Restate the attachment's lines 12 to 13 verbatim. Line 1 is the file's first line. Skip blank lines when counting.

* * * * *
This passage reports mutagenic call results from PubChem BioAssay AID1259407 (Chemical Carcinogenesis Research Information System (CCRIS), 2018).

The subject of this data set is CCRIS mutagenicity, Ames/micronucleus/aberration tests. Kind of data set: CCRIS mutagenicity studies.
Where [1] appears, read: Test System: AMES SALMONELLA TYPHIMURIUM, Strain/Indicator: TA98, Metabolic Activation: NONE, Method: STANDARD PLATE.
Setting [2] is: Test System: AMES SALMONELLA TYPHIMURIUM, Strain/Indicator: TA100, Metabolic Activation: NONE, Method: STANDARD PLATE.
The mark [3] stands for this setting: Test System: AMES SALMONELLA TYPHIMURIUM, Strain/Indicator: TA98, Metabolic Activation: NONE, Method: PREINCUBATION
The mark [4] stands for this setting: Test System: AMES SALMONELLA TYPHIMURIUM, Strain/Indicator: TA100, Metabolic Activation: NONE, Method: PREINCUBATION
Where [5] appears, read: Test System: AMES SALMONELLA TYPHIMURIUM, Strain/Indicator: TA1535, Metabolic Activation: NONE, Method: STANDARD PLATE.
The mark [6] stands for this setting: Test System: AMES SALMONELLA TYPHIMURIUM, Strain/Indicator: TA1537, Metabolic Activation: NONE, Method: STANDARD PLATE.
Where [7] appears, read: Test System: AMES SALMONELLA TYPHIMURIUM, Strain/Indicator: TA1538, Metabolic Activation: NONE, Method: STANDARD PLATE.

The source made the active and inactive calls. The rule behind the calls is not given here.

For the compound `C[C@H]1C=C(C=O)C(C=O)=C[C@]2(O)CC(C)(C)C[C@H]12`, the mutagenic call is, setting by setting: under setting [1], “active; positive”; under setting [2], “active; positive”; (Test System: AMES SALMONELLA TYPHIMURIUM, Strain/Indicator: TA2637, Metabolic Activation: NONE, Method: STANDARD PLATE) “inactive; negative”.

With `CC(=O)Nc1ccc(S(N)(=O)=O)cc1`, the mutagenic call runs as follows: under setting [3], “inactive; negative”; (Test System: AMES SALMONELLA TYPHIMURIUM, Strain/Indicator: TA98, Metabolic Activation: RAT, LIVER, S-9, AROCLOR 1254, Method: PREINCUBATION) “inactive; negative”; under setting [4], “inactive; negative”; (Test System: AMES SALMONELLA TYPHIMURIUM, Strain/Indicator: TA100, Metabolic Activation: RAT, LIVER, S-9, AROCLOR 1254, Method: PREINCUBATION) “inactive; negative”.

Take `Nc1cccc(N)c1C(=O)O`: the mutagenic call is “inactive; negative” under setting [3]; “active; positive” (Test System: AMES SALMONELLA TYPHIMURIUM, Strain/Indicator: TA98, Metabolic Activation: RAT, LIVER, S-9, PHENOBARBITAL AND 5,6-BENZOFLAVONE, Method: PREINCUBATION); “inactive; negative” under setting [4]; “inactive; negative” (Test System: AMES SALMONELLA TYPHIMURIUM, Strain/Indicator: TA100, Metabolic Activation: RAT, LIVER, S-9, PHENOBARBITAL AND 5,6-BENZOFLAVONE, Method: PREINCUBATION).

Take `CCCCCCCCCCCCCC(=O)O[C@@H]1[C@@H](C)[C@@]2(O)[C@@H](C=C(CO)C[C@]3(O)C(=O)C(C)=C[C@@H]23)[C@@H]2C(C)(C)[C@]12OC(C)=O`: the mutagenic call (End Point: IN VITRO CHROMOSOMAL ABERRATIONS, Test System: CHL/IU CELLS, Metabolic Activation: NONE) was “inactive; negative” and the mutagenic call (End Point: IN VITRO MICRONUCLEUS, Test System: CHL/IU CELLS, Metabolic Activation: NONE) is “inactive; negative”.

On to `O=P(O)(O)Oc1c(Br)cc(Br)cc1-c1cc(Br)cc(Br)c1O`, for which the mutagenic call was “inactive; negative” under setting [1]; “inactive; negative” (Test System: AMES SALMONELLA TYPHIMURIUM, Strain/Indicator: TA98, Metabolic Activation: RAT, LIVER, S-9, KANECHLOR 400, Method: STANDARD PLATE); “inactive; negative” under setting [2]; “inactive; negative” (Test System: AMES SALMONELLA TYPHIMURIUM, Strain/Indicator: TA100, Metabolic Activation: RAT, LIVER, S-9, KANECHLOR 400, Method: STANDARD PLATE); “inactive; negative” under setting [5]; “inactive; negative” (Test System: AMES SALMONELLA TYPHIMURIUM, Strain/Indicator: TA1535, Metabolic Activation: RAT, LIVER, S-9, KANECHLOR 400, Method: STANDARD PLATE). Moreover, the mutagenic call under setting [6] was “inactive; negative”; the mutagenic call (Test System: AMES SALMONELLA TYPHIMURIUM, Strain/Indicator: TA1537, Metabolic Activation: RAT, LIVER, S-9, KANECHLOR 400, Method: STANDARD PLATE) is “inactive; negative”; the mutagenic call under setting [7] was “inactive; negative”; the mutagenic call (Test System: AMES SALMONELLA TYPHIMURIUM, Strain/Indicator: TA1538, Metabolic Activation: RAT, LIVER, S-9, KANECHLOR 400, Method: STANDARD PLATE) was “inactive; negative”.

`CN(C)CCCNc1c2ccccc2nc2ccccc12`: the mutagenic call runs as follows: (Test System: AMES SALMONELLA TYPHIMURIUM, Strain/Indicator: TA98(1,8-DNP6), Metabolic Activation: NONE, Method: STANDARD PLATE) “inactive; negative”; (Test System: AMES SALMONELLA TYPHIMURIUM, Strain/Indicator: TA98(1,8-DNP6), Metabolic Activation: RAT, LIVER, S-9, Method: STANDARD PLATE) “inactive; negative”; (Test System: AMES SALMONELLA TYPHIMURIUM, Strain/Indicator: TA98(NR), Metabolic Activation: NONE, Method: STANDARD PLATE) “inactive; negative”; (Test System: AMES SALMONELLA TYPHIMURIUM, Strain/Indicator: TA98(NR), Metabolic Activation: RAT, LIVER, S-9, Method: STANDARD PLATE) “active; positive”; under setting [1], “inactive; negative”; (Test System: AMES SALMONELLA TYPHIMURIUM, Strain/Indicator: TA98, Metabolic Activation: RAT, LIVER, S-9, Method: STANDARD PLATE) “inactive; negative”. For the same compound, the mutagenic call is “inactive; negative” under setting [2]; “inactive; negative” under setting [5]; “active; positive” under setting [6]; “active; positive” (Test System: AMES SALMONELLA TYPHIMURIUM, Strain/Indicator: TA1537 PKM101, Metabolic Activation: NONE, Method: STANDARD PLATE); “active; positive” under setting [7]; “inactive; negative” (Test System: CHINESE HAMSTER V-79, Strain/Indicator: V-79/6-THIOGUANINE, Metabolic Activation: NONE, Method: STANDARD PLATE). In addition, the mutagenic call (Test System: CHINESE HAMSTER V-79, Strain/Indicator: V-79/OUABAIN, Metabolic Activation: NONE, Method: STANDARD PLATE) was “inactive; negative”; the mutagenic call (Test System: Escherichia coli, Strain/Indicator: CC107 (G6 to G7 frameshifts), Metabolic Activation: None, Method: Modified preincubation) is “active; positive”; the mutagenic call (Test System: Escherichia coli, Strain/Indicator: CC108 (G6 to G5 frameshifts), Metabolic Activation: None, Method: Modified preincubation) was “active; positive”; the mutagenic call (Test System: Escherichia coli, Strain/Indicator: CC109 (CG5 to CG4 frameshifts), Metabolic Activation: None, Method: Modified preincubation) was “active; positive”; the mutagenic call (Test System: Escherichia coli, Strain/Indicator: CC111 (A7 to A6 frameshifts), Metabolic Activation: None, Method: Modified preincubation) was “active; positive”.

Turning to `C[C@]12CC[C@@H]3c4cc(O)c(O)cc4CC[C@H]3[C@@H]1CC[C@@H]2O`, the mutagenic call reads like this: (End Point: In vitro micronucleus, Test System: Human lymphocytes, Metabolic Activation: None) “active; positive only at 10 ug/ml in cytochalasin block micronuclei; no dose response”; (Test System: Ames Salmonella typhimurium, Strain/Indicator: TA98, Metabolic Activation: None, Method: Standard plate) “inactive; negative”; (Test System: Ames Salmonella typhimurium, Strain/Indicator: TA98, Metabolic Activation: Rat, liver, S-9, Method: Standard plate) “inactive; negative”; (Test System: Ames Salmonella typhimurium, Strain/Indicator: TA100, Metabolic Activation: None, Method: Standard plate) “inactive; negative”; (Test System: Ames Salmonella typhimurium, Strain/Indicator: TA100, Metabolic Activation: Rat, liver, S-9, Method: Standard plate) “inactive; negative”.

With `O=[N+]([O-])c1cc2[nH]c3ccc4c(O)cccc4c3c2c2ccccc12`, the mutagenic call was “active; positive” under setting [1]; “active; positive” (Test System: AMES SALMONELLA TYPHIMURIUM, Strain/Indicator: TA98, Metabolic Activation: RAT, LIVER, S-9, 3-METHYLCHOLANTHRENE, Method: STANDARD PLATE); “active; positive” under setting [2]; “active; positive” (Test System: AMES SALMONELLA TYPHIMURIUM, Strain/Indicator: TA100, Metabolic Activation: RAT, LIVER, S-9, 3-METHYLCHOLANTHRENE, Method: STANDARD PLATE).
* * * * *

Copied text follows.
With `CC(=O)Nc1ccc(S(N)(=O)=O)cc1`, the mutagenic call runs as follows: under setting [3], “inactive; negative”; (Test System: AMES SALMONELLA TYPHIMURIUM, Strain/Indicator: TA98, Metabolic Activation: RAT, LIVER, S-9, AROCLOR 1254, Method: PREINCUBATION) “inactive; negative”; under setting [4], “inactive; negative”; (Test System: AMES SALMONELLA TYPHIMURIUM, Strain/Indicator: TA100, Metabolic Activation: RAT, LIVER, S-9, AROCLOR 1254, Method: PREINCUBATION) “inactive; negative”.

Take `Nc1cccc(N)c1C(=O)O`: the mutagenic call is “inactive; negative” under setting [3]; “active; positive” (Test System: AMES SALMONELLA TYPHIMURIUM, Strain/Indicator: TA98, Metabolic Activation: RAT, LIVER, S-9, PHENOBARBITAL AND 5,6-BENZOFLAVONE, Method: PREINCUBATION); “inactive; negative” under setting [4]; “inactive; negative” (Test System: AMES SALMONELLA TYPHIMURIUM, Strain/Indicator: TA100, Metabolic Activation: RAT, LIVER, S-9, PHENOBARBITAL AND 5,6-BENZOFLAVONE, Method: PREINCUBATION).